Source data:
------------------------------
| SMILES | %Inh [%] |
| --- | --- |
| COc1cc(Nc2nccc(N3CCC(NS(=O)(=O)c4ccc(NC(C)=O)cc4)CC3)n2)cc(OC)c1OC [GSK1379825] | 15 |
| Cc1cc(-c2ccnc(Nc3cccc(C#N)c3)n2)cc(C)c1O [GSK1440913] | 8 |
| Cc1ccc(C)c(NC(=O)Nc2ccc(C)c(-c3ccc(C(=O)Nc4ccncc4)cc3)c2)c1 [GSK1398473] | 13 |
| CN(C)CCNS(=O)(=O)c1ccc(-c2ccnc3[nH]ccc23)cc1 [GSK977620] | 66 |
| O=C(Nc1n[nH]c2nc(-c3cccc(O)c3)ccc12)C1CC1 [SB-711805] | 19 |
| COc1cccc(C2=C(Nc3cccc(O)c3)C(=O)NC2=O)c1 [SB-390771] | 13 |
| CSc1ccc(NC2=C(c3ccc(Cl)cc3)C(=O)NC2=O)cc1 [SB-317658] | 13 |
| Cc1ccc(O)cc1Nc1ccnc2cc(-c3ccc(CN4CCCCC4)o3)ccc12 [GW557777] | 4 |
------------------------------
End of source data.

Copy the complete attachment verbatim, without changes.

| SMILES | %Inh [%] |
| --- | --- |
| COc1cc(Nc2nccc(N3CCC(NS(=O)(=O)c4ccc(NC(C)=O)cc4)CC3)n2)cc(OC)c1OC [GSK1379825] | 15 |
| Cc1cc(-c2ccnc(Nc3cccc(C#N)c3)n2)cc(C)c1O [GSK1440913] | 8 |
| Cc1ccc(C)c(NC(=O)Nc2ccc(C)c(-c3ccc(C(=O)Nc4ccncc4)cc3)c2)c1 [GSK1398473] | 13 |
| CN(C)CCNS(=O)(=O)c1ccc(-c2ccnc3[nH]ccc23)cc1 [GSK977620] | 66 |
| O=C(Nc1n[nH]c2nc(-c3cccc(O)c3)ccc12)C1CC1 [SB-711805] | 19 |
| COc1cccc(C2=C(Nc3cccc(O)c3)C(=O)NC2=O)c1 [SB-390771] | 13 |
| CSc1ccc(NC2=C(c3ccc(Cl)cc3)C(=O)NC2=O)cc1 [SB-317658] | 13 |
| Cc1ccc(O)cc1Nc1ccnc2cc(-c3ccc(CN4CCCCC4)o3)ccc12 [GW557777] | 4 |